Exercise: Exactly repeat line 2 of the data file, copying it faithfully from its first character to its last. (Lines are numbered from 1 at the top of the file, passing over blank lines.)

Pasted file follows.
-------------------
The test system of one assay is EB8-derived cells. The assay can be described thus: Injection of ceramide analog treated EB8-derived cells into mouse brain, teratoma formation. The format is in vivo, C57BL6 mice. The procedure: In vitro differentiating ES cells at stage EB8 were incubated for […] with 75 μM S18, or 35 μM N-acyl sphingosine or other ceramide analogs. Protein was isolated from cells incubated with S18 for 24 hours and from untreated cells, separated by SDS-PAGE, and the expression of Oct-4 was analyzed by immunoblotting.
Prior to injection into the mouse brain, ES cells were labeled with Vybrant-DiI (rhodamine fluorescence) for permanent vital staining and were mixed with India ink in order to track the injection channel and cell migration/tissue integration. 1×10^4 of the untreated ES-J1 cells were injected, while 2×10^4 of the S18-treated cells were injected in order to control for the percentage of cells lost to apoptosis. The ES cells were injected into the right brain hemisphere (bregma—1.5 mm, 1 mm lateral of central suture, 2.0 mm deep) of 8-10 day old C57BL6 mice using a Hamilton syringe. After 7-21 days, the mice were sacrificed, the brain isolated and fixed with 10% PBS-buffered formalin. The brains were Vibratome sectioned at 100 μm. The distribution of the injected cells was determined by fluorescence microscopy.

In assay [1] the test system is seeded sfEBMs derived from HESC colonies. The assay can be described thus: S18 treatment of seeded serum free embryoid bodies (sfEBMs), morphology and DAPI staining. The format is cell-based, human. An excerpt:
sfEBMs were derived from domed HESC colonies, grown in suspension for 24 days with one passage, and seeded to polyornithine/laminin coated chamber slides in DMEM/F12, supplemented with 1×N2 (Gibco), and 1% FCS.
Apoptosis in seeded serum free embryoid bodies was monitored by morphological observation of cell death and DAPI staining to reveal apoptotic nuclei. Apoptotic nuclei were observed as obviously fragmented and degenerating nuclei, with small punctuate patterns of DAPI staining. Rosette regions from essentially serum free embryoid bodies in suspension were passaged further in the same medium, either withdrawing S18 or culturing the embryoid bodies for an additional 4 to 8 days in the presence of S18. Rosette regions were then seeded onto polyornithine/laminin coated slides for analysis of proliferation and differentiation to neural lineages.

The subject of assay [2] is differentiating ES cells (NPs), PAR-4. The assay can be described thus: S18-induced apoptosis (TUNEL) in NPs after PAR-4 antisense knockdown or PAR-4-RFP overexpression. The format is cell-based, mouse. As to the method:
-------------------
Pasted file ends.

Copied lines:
Prior to injection into the mouse brain, ES cells were labeled with Vybrant-DiI (rhodamine fluorescence) for permanent vital staining and were mixed with India ink in order to track the injection channel and cell migration/tissue integration. 1×10^4 of the untreated ES-J1 cells were injected, while 2×10^4 of the S18-treated cells were injected in order to control for the percentage of cells lost to apoptosis. The ES cells were injected into the right brain hemisphere (bregma—1.5 mm, 1 mm lateral of central suture, 2.0 mm deep) of 8-10 day old C57BL6 mice using a Hamilton syringe. After 7-21 days, the mice were sacrificed, the brain isolated and fixed with 10% PBS-buffered formalin. The brains were Vibratome sectioned at 100 μm. The distribution of the injected cells was determined by fluorescence microscopy.